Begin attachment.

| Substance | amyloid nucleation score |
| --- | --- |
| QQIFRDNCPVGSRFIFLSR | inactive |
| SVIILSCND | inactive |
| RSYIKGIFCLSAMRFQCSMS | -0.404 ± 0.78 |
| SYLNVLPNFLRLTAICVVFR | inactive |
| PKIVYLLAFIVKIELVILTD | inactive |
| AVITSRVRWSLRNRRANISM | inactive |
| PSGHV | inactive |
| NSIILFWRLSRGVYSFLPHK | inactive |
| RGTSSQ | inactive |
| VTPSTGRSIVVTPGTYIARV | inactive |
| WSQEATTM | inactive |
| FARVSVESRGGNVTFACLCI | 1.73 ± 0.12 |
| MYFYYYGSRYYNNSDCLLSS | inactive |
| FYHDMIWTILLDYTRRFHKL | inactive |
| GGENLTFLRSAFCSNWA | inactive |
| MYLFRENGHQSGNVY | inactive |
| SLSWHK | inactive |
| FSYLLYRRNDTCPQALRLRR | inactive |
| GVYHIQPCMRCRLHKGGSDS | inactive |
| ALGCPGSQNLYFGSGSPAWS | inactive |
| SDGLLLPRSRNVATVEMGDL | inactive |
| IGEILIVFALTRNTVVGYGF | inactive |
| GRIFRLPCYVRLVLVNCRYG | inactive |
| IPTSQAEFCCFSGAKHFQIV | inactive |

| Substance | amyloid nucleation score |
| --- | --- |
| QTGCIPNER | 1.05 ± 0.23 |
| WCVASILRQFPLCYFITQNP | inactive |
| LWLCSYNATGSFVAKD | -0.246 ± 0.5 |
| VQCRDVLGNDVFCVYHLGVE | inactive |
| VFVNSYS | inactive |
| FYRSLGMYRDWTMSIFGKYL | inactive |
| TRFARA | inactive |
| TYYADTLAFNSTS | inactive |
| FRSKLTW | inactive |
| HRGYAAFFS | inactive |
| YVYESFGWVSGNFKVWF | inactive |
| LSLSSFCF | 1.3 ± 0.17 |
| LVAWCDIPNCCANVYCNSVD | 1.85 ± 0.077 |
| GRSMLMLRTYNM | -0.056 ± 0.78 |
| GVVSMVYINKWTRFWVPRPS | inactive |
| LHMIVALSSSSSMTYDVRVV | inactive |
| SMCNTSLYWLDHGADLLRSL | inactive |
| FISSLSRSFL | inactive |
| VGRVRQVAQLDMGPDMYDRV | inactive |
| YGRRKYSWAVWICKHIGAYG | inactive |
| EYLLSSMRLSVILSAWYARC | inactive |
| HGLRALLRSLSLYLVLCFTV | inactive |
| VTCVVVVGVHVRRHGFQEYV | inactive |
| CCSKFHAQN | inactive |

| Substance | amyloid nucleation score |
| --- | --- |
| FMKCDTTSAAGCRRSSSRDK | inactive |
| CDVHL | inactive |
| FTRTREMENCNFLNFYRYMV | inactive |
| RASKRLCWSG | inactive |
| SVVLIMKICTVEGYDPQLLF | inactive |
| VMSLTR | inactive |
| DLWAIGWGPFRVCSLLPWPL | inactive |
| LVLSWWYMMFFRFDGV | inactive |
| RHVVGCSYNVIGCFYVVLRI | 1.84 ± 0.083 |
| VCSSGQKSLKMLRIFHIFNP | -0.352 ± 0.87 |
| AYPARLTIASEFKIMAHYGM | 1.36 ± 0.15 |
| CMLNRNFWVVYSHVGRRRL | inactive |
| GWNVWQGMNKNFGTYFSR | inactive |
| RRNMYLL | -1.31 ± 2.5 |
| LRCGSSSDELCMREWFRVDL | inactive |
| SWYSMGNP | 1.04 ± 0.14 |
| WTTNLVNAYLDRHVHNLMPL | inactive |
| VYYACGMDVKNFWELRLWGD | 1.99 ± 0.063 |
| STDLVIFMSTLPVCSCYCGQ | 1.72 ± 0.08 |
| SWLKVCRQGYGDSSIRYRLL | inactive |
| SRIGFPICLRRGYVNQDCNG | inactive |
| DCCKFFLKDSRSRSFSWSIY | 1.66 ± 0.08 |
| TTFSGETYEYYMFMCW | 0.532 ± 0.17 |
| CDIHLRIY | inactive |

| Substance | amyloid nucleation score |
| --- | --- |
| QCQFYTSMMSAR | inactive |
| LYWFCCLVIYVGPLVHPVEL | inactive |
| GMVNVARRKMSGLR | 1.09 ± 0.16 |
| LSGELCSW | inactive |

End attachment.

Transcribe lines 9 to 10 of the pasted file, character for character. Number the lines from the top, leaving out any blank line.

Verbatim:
| PSGHV | inactive |
| NSIILFWRLSRGVYSFLPHK | inactive |